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hapes

Replacing rods

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As some of you may know, I have a Rev EXP.  It has the green label rods (not the racing rods, just the new crappy rods with the green bands by the label).  If I were to buy a set of better rods, would they fit in my EXP?  Are there differences in size between Bs and EXPs?

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They are the same size (length). The number of feathers on the label, 2, 3, 4, or lack of them denotes the stiffness/flexibility (response time) of the tube. I have, and use, the "green label" as well as the older tubes. I don't find the green label tubes to be so horrible that I would get rid of them, nor as fragile as many people have made them out to be. They do have a different feel to a very experienced pilot that most beginners won't notice, even though the difference is physically measurable. In some lighter wind applications I actually prefer them. They have a softer almost "lazy" flex, but with a snappier rebound. This reference is to the green label Diamond frame. In a sail which has very little mass (read: under 4 ounces kite and frame together) they allow quicker transitions between a loaded and flat sail configuration. This allows the kite to move briskly in very light winds without the amount of body movement required by tubes with slower response times.

I don't spank the kite as much as a Barresi or a LeMasters, but I don't baby it either, and I have still not broken any. Like any other equipment, if you push it beyond its limitations it will break. Of course, every contact with objects including the ground, whether intentional or not, does some damage which accumulates over time. Eventually the tube WILL fail. They ALL will. Its called wearing out; for instance, a paper washer will wear out faster than a rubber one will wear out faster than a leather one will wear out faster than a steel one. If its made of steel, it won't get off the ground. If its made of paper it will self-destruct when the wind hits 2mph. Somewhere a compromise must be reached.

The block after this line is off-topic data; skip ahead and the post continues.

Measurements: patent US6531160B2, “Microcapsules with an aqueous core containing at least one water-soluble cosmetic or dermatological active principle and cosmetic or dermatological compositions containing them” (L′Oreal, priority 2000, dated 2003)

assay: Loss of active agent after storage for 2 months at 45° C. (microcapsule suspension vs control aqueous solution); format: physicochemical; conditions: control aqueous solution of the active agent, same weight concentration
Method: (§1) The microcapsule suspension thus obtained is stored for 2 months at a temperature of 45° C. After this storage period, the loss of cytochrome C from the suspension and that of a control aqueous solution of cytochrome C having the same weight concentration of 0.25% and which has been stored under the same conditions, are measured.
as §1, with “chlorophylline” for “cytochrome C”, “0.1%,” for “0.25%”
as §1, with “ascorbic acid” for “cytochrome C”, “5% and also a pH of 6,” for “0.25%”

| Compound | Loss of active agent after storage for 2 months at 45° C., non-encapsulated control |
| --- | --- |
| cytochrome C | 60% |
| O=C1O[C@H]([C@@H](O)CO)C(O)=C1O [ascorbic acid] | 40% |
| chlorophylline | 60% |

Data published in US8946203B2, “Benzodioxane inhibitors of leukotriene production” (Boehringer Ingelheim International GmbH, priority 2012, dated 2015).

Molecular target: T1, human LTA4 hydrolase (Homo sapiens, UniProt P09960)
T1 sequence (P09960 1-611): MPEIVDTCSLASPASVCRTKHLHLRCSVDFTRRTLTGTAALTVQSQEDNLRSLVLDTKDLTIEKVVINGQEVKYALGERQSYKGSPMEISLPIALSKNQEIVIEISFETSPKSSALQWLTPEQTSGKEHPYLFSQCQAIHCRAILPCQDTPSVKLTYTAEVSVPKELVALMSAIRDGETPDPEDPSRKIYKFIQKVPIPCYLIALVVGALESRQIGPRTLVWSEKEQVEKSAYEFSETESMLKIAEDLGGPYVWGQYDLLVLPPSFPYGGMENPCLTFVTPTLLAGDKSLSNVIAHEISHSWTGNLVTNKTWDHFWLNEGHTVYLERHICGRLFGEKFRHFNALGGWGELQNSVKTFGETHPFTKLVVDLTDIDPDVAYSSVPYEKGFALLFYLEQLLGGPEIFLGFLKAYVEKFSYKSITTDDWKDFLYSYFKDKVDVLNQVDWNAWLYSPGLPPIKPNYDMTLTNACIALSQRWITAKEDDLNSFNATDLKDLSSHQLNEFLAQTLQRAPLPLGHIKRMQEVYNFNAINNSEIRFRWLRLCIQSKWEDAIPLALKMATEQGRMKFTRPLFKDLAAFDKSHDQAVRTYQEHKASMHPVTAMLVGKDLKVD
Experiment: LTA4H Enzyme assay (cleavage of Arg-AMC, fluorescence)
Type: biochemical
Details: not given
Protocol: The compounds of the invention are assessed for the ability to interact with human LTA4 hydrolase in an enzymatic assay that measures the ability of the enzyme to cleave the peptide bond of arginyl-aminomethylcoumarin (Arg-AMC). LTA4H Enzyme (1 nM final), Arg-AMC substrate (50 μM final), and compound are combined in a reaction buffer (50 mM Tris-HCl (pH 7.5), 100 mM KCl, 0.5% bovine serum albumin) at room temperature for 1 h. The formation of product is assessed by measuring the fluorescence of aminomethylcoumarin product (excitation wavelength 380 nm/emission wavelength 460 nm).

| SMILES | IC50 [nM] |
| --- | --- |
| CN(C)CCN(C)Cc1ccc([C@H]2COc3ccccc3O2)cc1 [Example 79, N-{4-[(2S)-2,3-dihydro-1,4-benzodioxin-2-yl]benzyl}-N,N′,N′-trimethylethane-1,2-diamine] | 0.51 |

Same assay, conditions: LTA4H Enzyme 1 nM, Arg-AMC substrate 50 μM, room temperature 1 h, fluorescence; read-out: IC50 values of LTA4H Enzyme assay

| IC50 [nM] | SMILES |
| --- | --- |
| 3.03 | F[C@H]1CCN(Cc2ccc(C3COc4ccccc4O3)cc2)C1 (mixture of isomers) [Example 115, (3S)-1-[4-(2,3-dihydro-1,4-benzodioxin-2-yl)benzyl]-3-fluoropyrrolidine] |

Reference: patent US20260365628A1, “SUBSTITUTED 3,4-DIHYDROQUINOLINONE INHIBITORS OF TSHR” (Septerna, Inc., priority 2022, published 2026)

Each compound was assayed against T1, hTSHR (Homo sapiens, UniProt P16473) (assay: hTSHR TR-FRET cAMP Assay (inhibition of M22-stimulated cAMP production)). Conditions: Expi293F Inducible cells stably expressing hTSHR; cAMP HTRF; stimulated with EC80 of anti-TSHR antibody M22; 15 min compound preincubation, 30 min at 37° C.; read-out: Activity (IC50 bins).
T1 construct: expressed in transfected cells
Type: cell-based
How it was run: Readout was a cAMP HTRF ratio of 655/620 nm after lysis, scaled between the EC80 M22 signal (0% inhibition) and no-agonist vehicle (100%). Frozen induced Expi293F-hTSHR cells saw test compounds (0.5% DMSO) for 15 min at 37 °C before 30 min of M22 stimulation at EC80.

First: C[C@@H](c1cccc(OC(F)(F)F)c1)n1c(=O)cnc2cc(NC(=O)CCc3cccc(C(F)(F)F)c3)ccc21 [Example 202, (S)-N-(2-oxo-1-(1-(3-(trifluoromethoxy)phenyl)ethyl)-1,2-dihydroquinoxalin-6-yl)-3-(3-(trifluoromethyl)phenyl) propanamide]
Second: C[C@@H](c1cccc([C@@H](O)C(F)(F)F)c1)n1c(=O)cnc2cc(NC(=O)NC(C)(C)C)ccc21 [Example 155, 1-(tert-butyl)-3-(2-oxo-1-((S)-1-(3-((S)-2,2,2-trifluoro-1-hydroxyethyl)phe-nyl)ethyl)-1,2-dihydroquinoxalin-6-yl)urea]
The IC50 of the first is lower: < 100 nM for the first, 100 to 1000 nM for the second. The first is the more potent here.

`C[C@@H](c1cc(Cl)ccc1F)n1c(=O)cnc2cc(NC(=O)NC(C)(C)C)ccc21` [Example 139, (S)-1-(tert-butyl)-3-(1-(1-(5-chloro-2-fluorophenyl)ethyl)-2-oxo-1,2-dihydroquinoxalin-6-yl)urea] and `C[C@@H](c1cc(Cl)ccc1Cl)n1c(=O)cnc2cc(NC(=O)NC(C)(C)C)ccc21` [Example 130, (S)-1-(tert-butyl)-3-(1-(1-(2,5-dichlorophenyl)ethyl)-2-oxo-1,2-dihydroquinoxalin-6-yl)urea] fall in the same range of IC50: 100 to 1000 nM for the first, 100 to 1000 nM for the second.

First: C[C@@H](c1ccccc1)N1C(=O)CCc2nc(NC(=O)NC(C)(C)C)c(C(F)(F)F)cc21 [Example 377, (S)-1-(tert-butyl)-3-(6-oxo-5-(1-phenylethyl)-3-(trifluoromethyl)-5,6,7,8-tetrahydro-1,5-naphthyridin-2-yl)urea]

The process of manufacturing the tubes also plays a role in determining its final characteristics. The final product is always a compromise among several variables. You just can't have both extremes at the same time. One or the other will have to give. Many times it can be desirable to give up some strength and durability in favor of greater performance.

Sorry about the rant -- frames are interchangeable among all 1.5 format kites: EXP, SLE, SUL, Masterpiece, etc. Anything that is not a Rev1, Rev2, Zen(rev1 size), B2(rev2 size), or a Speed Series kite can use the same frame.

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Yep - any 1.5 set of rods will interchange in the EXP (also a 1.5 size).